Church marketing online has evolved a lot over the last 15 years. The internet all at once became more accessible and more sophisticated.
If you are a church marketer, the biggest mile marker on the path of internet history, has been the rise and fall of Facebook.
For users like my parents, it’s easy enough to find information online, without needing to really know more than “Which button opens the internet?” For users like me, though, YouTube added a button called “Stats for Nerds.” A lot of this evolution is thanks to Facebook’s rise, creating an easy-to-navigate substitute for the rest of the web.
I can recall a few big points of evolution during that time: First there was Myspace, which ushered in the era of Web 2.0, a concept that evolved into modern social media. Next, we were introduced to the “Internet of Things” phase, as Google Home and Alexa began to connect our refrigerators and thermostats.
But if you are a church marketer, the biggest mile marker on the path of internet history, has been the rise and fall of Facebook.
Is it actually fair to talk about the fall of Facebook?
Is Facebook really in decline, when it still claims to have 2.37 billion users, over half of which still log on daily? Facebook, though, certainly is behaving as if it were in free fall.
Over a year ago, we experienced the “Facebook Apocalypse,” which was a declaration from CEO and founder Mark Zuckerberg that something was wrong. He went on to admit that Facebook was part of the problem, and that they were going to change everything in response. Since then, they have doubled-down on that message at every turn.
Later that year, Facebook launched a TV spot called “Get Together” which proclaimed, “the best part of Facebook isn’t on Facebook.” This was part of a trend of recent ads, where Facebook sort-of apologized for its being burdened by scandals, while it continues to contend with its site being full of misinformation, along with being less-than fun to use. Rather then simply talking about the benefits of Facebook or the quality of a new feature, these ads clearly were part damage control.
Most recently, Zuckerberg posted in a new blog in March 2019 about what he saw as his concrete vision for the future, summed up in the section of his blog, “Private Interactions as a Foundation.” In it, Zuckerberg plainly says, “In a few years, I expect future versions of Messenger and WhatsApp to become the main ways people communicate on the Facebook network.”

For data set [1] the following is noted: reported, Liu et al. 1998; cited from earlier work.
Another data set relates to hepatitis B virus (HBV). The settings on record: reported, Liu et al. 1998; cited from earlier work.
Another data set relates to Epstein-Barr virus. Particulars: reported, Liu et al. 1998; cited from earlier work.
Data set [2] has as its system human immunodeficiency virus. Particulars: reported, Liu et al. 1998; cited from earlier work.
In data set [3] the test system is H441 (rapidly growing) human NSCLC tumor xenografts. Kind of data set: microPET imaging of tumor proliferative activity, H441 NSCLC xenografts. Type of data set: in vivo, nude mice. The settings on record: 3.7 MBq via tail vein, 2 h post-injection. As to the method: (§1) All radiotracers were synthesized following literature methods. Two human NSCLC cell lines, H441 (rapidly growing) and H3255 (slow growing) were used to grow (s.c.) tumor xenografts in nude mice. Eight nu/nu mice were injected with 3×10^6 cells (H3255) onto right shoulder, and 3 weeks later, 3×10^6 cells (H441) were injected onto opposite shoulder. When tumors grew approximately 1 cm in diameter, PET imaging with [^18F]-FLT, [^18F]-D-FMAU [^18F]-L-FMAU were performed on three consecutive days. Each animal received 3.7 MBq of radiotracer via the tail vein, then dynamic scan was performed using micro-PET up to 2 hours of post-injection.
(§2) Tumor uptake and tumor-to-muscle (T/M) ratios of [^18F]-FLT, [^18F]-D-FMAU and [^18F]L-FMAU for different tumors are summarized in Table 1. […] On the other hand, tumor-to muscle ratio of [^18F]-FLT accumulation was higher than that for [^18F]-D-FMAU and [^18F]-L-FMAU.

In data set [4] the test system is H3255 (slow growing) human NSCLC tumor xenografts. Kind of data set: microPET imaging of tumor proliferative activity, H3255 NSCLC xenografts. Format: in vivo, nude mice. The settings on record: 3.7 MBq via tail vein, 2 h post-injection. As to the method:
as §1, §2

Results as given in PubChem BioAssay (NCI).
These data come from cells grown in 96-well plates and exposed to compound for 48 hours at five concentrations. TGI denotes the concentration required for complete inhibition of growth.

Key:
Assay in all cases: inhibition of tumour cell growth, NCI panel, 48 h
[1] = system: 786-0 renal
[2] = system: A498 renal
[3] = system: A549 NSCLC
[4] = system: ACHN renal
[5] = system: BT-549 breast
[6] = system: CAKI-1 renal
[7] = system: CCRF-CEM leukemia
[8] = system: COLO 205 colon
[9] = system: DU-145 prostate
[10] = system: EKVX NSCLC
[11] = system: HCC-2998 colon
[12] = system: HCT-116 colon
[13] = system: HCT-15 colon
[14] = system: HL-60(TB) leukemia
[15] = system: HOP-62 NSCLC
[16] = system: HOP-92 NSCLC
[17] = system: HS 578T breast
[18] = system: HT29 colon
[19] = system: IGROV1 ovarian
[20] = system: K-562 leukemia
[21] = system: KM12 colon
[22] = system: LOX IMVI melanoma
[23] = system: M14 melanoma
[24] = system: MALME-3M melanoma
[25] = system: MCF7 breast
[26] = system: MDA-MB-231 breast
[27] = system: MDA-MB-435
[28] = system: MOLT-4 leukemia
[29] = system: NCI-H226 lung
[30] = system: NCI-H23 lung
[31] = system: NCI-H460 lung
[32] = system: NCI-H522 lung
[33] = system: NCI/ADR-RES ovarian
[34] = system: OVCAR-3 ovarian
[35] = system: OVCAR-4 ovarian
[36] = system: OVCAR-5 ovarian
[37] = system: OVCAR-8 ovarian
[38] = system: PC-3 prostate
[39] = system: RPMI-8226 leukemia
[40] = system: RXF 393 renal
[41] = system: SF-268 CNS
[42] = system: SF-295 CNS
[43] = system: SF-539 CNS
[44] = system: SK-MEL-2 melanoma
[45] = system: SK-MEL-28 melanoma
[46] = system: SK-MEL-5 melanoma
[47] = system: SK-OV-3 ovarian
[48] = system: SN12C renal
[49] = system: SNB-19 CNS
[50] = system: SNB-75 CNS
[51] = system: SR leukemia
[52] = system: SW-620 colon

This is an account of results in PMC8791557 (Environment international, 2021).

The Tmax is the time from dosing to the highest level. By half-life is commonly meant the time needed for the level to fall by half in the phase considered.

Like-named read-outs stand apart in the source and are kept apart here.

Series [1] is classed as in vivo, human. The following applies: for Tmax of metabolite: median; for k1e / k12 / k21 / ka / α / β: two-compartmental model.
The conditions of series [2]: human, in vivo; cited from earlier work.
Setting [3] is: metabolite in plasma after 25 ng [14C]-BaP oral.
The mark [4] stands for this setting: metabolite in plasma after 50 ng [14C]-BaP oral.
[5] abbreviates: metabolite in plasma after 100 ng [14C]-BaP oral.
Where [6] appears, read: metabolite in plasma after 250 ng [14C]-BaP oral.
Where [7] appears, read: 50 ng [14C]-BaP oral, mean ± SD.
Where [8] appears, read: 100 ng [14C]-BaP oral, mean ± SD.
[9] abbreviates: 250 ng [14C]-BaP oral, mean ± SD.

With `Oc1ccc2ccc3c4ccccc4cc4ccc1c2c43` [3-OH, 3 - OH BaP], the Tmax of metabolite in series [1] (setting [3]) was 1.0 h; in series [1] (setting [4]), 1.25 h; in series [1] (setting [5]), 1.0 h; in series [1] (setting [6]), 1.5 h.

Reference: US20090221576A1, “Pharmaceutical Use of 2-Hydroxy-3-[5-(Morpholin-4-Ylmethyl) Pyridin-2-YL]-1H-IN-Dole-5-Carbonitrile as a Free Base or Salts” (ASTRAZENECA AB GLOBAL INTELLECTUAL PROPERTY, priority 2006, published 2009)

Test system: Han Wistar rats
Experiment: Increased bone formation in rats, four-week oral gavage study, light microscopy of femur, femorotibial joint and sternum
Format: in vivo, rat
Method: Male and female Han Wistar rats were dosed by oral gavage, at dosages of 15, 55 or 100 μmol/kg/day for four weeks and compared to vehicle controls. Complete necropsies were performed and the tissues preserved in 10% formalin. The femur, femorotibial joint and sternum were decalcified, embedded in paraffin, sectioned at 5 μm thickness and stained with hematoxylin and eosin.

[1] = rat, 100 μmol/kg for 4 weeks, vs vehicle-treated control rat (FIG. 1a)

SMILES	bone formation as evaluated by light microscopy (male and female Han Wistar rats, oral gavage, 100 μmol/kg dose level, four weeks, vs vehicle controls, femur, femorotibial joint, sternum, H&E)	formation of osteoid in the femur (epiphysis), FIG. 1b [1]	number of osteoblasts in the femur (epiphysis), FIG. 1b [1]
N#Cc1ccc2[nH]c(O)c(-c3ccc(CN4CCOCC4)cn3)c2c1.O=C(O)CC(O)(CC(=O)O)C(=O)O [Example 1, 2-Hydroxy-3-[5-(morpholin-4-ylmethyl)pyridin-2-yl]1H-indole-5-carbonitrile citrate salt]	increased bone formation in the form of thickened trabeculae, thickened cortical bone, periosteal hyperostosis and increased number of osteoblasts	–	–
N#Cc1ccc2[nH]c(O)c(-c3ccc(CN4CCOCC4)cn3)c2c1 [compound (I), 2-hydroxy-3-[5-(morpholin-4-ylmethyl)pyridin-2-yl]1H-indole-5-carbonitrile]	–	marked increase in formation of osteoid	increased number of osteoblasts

Based on all of this, even if Facebook isn’t going away as a company, it’s preparing to enter new territory, one that seemingly will focus on private contacts, instead of public broadcasts, on Messenger instead of Newsfeed.
Private versus Public
Public broadcast is a marketer’s bread and butter, so to shift to the dark waters of the private side of Facebook, leaves a lot of room for speculation. There are a lot of questions on what this change will really look like, but we can gather some idea from Facebook’s recent algorithm changes.
A move to stop Engagement Baiting stopped a great deal of direct language that had been used as a marketing call-to-action. Language such as “Like this post” or “Share with 10 people” will now demote your post in organic rankings on the site.
Since Facebook is somewhat secretive about these practices, it’s hard to tell exactly where the line between baiting and legitimate communication ends. For example, is it OK to ask people to share your live broadcast or is that baiting? Either way, it’s something we need to keep in mind and that tells us something about Facebook. They don’t want users to be overwhelmed by companies and groups shouting action items at them.
A few years ago, Facebook had to make a change to disrupt the feel of their ad images. Marketers were then designing ads that felt like supermarket Sunday specials, “SAVE 20% - BUY TODAY” in big red letters over a busy picture. This felt like an assault of spam, so Facebook began to demote ads that felt this way, opting to prioritize image ads that were designed to feel like organic content.